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The Seven Military Classics of Ancient China

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The Seven Military Classics of Ancient China

including The Art of War

Basic Books,

15 min read
10 take-aways
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Business strategists often quote Sun-tzu; here’s why they could also quote ancient Generals T’ai Kung and Huang Shih-kung.

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  • Background


The parallels between business and warfare evoke images of brilliant generals leading armies and brilliant CEOs leading businesses. Platoons battle and businesses compete with bold, wily strategies and superior execution. Given these similarities, do the classic sagas of seven ancient Chinese military strategists have insight and wisdom that might benefit today’s business leaders? For the answer, read the “translator’s introductions” that open each chapter in sinologist Ralph D. Sawyer’s substantive book. His notes explain how these ancient strategists won their battles with the least possible military force. Sawyer presents them as sage theoreticians who were masters at outwitting their opponents. Unlike most Western military theorists, China’s ancient tacticians emphasized, “speed, stealth...flexibility,” still quite useful skills. getAbstract recommends this fascinating, deeply expert compilation to anyone who wants an educated overview of seven venerable Chinese military classics. Their authority and precision of thought will intrigue modern strategists as they have interested statesmen and military leaders throughout time.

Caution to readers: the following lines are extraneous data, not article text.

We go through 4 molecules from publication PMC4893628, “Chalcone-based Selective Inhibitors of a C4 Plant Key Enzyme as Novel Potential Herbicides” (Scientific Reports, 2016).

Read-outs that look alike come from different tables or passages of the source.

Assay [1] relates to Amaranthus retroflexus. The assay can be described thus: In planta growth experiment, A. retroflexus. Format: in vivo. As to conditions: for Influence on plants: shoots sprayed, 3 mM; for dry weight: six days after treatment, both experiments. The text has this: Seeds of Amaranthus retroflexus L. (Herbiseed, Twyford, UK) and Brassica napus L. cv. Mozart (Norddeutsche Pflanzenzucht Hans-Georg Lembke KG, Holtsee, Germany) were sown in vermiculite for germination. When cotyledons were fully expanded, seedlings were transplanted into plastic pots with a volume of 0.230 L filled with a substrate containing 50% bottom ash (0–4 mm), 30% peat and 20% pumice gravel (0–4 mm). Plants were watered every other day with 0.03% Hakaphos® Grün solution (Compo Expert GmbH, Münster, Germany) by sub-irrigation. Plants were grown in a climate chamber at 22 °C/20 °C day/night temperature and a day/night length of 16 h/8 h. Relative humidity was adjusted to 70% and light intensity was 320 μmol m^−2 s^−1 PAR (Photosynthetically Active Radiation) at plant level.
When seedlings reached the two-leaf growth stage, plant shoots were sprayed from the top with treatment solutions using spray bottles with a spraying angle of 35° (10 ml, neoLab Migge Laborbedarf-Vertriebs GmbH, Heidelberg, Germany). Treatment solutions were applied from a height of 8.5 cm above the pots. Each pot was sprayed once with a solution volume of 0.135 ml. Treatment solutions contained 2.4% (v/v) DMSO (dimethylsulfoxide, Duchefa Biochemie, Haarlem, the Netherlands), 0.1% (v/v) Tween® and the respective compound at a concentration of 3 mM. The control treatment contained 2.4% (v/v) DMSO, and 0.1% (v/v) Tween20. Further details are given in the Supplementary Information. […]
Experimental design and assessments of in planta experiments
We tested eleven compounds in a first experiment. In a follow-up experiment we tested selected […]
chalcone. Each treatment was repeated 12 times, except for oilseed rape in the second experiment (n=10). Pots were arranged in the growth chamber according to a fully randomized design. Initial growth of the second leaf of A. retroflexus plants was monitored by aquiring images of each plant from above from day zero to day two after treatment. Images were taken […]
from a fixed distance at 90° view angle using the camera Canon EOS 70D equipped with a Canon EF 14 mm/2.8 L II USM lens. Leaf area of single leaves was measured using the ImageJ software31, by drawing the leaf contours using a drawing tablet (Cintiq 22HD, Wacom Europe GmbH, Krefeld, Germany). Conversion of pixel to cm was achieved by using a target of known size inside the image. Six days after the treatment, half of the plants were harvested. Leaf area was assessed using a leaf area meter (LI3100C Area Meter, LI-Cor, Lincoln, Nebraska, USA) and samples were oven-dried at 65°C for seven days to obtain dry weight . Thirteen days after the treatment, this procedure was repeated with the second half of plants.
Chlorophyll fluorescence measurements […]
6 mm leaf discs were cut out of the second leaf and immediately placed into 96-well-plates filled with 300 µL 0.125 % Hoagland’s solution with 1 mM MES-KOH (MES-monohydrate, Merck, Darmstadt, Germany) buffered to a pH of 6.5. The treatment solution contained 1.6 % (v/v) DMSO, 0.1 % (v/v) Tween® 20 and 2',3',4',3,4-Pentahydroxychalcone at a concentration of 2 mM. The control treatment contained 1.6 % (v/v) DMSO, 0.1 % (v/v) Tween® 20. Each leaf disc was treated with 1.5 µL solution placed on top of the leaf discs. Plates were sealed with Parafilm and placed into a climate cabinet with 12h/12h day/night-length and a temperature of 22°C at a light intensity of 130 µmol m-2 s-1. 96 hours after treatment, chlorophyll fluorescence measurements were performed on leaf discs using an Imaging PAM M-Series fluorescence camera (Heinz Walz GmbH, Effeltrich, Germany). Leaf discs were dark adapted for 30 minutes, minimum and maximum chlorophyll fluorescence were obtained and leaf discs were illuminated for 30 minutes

Stretching Back into Time

Chinese strategic and military thought dates back some 5,000 years. Ancient Chinese clan chiefs fought to establish dominance and create dynasties. As their weaponry and tactics improved, scholars began to study their “command experience.” Military science became a valued – and frequently applied – discipline. By the second century B.C., China had already struggled through 10 centuries of unrelenting warfare to become a “vast, powerful, imperially directed entity.” Twelve centuries later, during the Sung dynasty, scholars collected the seven most profound military classics, the apogee of Chinese military thought as written by its ancient generals. Applicants for military appointment had to be well-versed in their ideas. These classics are:

  1. “T’ai Kung’s Six Secret Teachings”
  2. “The Methods of the Ssu-ma”
  3. Sun-tzu’s “Art of War
  4. Wu-tzu
  5. Wei Liao-tzu
  6. “Three Strategies of Huang Shih-kung”
  7. “Questions and Replies Between T’ang T’ai-tsung and Li Wei-kung

About the Author

Ralph D. Sawyer, a scholar on Chinese warfare and strategic thought, is a fellow of the Centre for Military and Strategic Studies. His books include The Tao of Deception and The Tao of Spycraft, plus many translations including Sun-tzu’s Art of War and The Tao of War.

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